The everlasting: what have we lost?

In my previous post I pointed out that one of the problems with the aftermath of the 2012 Olympics was precisely that there is an aftermath.  In other words, that the dream had to end.  Whether or not this turns out to be such a traumatic situation for many (or any) people time will tell, but I think this does touch on a more fundamental issue: loss and how different individuals cope with loss.

On the whole, human beings seem to cope badly with loss – and not only in relation to the loss of loved ones or other people who are dear to them.  Losing their job can be extremely difficult for some people – and not only for the obvious financial loss.  Moving house, especially to a completely new area, can also be very difficult.  Even leaving an abusive relationship, which to an outsider might seem to be a very positive move, can, paradoxically, be experienced as a great loss for the person making the break.  In fact, any kind of change, both positive and negative, can be experienced as a loss, and can often lead to a period of anxiety and depression.

Of course, not everyone reacts badly to loss.  Some people seem to be able to move from one relationship, one job, one location, to another without any apparent difficulty.   This might be because they are just better at hiding their feelings than others.  On the other hand, perhaps loss just doesn’t affect them in the way it can affect other people.  It could be argued that in a time of transitory relationships, short term contracts, and increasingly mobile lifestyles, those who are (seemingly) unaffected by change and loss are the lucky ones.  However, it could also be argued that confronting the pain and suffering of loss is part of what makes us human.

But what exactly is lost in the first place?   The answer may seem obvious: a loved one, a job, a house, and so on.  Psychoanalysts tend to refer to all such entities as objects, but this should not be taken in a dehumanising sense, e.g. the objectification of human beings.  Rather, it is in the grammatical sense of subject (the person experiencing the loss) and the object (what the subject has lost, be this another person or something more inanimate or abstract).   However, this begs a question: what was it about that particular ‘object’, be it a person or something more inanimate or abstract, that was so special to the individual who lost it?

Although most people like to think they are loved and cherished for who they are, it is more often the case that there was something specific about them that first drew the attention of the person they ended up in a relationship with.  In some cases it may seem blindingly ‘obvious’ (to other people that is) what that ‘something’ is, e.g. money, good looks, sexual prowess, etc.  However, it may not be so obvious at all to the individual concerned.  In fact, if you asked someone what attracted them to their partner, or to their job, their house, or some other cherished object, they may find it hard to give a precise answer.   This is particularly the case of people who are in abusive and damaging relationships, and especially when, having struggled to escape from their partners, they end up in exactly the same type of relationships with other people.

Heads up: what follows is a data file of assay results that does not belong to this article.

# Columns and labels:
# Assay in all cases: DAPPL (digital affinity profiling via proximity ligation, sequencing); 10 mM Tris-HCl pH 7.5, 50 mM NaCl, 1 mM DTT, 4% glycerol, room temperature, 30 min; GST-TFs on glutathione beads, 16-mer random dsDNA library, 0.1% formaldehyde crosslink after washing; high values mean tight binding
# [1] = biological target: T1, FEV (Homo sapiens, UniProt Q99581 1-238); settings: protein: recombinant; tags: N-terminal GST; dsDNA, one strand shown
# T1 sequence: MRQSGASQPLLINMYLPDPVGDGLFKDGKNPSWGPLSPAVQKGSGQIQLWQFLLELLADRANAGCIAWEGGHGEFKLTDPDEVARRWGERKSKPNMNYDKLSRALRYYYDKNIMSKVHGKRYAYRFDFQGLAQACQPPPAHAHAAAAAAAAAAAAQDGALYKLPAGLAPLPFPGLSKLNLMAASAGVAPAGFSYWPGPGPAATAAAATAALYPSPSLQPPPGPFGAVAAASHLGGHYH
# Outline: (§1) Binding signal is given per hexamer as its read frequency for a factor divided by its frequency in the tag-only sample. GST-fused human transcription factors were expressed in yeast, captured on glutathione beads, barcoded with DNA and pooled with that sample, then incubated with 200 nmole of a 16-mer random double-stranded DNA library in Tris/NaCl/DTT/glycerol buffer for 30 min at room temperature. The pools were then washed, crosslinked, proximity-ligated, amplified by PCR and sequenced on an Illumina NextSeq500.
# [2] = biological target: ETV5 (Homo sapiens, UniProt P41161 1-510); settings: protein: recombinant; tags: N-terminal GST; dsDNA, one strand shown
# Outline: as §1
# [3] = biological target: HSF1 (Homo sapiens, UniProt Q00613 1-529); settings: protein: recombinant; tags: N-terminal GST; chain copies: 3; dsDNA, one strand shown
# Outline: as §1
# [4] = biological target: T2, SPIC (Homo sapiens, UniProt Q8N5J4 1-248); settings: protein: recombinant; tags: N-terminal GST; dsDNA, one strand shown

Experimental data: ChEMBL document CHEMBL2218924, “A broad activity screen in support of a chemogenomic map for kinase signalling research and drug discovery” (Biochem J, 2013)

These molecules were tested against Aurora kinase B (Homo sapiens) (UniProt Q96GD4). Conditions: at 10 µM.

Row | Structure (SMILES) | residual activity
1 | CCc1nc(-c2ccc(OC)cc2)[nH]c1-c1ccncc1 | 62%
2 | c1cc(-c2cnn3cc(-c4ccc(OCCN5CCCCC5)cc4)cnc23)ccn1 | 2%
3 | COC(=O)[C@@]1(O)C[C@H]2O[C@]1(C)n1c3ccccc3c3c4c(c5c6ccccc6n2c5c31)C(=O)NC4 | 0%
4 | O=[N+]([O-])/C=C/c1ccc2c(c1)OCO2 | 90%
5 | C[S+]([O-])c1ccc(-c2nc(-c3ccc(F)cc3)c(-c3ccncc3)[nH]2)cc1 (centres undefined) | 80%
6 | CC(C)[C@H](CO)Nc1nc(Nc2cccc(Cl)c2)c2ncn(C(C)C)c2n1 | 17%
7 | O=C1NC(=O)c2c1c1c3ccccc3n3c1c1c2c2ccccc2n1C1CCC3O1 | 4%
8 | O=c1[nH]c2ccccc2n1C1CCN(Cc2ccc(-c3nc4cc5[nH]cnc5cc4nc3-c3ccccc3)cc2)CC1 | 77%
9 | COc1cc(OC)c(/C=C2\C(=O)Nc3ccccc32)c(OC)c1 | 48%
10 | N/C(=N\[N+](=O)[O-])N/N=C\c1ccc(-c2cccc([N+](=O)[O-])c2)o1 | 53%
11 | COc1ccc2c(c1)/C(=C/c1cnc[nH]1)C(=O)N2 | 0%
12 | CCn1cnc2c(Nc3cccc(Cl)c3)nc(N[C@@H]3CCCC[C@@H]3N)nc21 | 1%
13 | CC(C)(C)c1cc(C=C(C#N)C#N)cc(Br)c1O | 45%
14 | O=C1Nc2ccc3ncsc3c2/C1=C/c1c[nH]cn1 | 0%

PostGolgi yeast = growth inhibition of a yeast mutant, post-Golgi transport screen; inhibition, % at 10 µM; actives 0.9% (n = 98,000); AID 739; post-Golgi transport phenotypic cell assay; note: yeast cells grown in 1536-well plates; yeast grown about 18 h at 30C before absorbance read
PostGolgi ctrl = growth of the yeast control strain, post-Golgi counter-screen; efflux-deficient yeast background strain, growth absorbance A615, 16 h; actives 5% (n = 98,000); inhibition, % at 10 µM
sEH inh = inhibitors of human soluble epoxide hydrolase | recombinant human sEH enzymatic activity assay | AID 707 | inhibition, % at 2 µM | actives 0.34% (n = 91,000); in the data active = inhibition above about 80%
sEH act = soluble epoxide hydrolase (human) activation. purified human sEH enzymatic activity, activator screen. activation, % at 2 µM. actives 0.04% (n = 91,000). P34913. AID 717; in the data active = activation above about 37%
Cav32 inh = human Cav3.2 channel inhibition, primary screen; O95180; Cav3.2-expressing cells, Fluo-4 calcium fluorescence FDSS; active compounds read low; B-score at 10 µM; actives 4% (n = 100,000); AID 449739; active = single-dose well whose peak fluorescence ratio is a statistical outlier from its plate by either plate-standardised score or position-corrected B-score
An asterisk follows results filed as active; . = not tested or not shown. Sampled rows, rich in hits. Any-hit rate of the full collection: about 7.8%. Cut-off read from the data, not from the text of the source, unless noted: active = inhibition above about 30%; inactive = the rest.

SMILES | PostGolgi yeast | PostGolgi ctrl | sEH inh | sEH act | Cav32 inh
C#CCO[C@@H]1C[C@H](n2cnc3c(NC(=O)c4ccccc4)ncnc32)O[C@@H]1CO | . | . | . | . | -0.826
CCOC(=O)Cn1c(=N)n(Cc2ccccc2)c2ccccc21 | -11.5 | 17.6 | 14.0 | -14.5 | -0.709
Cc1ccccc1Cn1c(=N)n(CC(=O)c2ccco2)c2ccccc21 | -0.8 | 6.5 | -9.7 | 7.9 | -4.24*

Lacan had a term for this ‘something’: the objet a.  Essentially this is a fantasised object, one that the individual believes he or she has lost, and is desperately seeking to reclaim.  So, with regards to loss, it is not the particular ‘object’, i.e. partner, friend, job, house, and so on, that the person grieves for: rather it is what that ‘object’ represented for them.  And Lacanians would argue that what it represented is the objet a, the lost, fantasised object, which is embodied in a particular individual or in a particular job, dwelling, location, or even in a philosophy or belief system.

However, the important thing about the objet a, apart from the fact that it doesn’t exist, is that it can appear anywhere.  This can help explain the previously mentioned abusive relationships that some people always seem to end up in: it’s not that they want to be with a particular individual; and neither is it that they want to be with someone who is going to abuse them.  Rather, there is something in the particular individuals who they do end up with – and even something in the abusive behaviour itself – that captivates them.

The objet a is essentially that which is missing in a person’s life, what they lack.  It is what, in their eyes, will make their lives complete, fulfilled.  It is the lost paradise, the Garden of Eden, the promise of eternal life – and it can appear in a look, a smile, the sound of a voice, a painting or photograph – or even in the Olympics.  It is what freezes life in a moment of eternity, that first time that people spend the rest of their lives desperately trying to recapture.